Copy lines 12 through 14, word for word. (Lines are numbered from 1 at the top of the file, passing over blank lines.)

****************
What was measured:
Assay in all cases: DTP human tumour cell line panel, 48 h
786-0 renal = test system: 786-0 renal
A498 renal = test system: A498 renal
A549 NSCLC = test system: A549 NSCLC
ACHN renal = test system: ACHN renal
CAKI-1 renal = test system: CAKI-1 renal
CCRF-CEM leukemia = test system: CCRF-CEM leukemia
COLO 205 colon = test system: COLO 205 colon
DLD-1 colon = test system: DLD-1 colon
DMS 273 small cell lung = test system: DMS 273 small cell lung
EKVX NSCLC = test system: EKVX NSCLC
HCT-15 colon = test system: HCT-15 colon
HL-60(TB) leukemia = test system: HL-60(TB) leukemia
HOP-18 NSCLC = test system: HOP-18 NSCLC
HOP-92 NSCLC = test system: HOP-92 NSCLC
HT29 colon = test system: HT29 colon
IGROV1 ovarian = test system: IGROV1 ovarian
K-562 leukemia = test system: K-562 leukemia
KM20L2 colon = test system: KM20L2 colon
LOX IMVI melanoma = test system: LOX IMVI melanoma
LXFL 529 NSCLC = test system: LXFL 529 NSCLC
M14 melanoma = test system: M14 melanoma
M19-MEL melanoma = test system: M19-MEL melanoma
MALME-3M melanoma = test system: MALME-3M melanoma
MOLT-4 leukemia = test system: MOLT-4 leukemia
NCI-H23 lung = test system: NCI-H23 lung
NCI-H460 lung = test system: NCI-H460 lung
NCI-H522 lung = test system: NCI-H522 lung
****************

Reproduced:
EKVX NSCLC = test system: EKVX NSCLC
HCT-15 colon = test system: HCT-15 colon
HL-60(TB) leukemia = test system: HL-60(TB) leukemia